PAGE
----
Cmmercial, inexpensive tandem junction solar cells will likely involve silicon as a bottom light absorber material, so the top absorber material will ideally have a band gap between 1.7–1.9 eV. There are many materials with band gap energies in this range, but most of them are unstable in air and have been understudied in regards to passivation, fundamental carrier dynamics in “ideal” material, inexpensive deposition methods, and carrier dynamics in that inexpensively deposited material. Perovskites are certainly a compelling class of materials, but there are many others worth studying too!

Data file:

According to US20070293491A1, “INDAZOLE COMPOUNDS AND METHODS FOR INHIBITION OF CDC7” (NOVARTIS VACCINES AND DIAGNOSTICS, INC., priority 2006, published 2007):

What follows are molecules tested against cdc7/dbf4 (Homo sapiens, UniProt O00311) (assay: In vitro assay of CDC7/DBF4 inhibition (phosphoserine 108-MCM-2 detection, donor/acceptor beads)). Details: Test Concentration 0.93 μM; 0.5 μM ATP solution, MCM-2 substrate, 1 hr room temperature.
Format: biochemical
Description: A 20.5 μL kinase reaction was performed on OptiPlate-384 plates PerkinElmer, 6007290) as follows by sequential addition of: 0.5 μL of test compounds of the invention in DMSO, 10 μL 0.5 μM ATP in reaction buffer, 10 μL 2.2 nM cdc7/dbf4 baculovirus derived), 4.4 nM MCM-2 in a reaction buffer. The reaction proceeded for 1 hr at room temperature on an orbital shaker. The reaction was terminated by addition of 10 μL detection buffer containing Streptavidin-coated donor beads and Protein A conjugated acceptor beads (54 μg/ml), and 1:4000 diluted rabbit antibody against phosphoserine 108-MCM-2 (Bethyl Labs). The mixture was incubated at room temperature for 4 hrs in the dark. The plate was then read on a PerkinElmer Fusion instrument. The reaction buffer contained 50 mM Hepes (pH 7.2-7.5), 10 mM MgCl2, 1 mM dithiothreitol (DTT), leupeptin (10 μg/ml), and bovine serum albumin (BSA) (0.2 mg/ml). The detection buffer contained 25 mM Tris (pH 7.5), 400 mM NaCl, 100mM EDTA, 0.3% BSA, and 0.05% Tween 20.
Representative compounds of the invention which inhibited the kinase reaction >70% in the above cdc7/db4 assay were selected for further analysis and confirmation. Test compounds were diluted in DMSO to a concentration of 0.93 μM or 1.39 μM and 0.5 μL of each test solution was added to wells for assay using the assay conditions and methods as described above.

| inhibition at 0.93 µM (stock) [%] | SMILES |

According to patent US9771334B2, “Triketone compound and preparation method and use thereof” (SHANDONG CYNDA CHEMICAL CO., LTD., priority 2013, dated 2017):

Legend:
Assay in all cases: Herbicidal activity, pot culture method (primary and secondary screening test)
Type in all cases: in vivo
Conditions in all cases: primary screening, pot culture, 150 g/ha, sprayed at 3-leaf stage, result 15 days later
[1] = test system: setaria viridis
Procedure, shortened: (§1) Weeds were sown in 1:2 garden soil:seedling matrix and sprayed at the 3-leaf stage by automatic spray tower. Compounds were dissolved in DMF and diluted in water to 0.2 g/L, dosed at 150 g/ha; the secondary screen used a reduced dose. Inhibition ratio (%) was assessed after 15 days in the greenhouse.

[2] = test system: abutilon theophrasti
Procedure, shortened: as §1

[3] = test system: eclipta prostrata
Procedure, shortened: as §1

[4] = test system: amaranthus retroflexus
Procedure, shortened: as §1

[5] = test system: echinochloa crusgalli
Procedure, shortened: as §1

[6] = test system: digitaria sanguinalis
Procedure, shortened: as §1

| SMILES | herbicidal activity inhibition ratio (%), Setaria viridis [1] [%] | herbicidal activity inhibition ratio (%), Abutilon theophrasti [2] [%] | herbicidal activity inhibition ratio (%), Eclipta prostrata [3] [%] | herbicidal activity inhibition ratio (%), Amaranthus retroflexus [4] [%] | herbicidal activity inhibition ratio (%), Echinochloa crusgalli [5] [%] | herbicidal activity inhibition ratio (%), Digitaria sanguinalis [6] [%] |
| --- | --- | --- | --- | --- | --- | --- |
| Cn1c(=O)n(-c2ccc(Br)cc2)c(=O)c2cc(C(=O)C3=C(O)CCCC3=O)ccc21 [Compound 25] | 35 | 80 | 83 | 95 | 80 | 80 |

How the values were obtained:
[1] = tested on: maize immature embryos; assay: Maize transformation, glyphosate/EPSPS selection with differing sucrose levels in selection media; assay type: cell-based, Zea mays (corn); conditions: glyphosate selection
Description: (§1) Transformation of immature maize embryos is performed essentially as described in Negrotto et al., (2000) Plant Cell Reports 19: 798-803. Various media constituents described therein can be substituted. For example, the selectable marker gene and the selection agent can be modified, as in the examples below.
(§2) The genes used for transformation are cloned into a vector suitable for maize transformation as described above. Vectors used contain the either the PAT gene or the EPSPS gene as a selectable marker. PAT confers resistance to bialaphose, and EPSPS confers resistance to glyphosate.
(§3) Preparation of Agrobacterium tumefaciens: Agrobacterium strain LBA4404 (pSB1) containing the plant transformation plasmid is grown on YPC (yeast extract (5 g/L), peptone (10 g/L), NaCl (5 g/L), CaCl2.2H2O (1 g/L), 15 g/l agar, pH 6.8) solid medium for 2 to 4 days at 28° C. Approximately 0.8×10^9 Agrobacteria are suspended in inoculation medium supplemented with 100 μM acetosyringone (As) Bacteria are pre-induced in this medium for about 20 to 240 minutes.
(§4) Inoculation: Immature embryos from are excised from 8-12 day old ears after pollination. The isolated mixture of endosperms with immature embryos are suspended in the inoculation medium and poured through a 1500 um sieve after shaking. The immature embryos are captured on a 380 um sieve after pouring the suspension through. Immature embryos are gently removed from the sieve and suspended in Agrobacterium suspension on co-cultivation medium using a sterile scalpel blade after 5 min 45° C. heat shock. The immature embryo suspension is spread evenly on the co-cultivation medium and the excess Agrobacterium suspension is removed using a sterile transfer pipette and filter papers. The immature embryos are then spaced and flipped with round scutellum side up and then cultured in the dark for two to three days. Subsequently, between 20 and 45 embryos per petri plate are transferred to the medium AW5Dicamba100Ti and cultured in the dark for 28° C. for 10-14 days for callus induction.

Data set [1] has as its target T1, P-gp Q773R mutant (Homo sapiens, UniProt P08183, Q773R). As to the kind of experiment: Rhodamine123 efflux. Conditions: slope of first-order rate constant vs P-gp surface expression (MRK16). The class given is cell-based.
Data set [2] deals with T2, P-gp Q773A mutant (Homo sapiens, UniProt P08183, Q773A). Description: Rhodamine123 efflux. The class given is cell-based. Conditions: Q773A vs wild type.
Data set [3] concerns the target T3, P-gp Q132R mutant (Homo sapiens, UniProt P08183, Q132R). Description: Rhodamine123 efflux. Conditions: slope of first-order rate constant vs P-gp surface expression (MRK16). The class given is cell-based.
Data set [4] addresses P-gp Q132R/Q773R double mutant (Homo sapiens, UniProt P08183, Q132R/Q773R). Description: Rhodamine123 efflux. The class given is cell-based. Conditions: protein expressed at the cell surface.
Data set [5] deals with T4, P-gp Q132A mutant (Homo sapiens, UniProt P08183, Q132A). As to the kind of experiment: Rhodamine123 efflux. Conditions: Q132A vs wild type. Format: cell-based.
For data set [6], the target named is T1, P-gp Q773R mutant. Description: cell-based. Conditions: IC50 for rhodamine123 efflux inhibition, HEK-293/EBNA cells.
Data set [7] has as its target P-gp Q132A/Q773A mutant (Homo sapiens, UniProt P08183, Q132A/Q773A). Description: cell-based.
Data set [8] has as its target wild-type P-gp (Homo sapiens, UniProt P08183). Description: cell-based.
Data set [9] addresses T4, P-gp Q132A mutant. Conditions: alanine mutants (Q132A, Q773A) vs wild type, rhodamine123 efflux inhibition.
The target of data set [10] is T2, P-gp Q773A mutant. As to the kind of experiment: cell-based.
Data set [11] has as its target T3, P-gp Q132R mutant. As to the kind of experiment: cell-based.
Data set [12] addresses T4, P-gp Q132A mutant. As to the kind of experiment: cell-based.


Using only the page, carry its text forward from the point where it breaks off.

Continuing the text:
We focus on Earth-abundant, non-toxic materials with band gap energies between 1.7 and 1.9 eV. Here are some papers that we have recently published in this area:
Interfacial States, Energetics, and Atmospheric Stability of Large-Grain Antifluorite Cs2TiBr6
Jocelyn L Mendes, Weiran Gao, Julia L Martin, Alexander D. Carl, N. Aaron Deskins, Sergio Granados-Focil, and Ronald L. Grimm
J. Phys. Chem. C, 2020, 124(44), 24289–24297.
Quantification of Surface Reactivity and Step-Selective Etching Chemistry on Single-Crystal BiOI(001).
Julia L. Martin, Roy Stoflet, Alexander D. Carl, Katarina M. Himmelberger, Sergio Granados-Focil, and Ronald L. Grimm
Langmuir, 2020, 36(32), 9343–9355.
Open-Circuit Photovoltage Exceeding 950 mV with an 840 mV Average at Sb2S3–Thianthrene+/0 Junctions Enabled by Thioperylene Anhydride Back Contacts.
Curtis W. Doiron, Nicholas A. Fitzpatrick, Clare P. Masucci, Julia L. Martin, Alexander D. Carl, and Ronald L. Grimm
ACS Omega, 2020, 5, 16875–16884.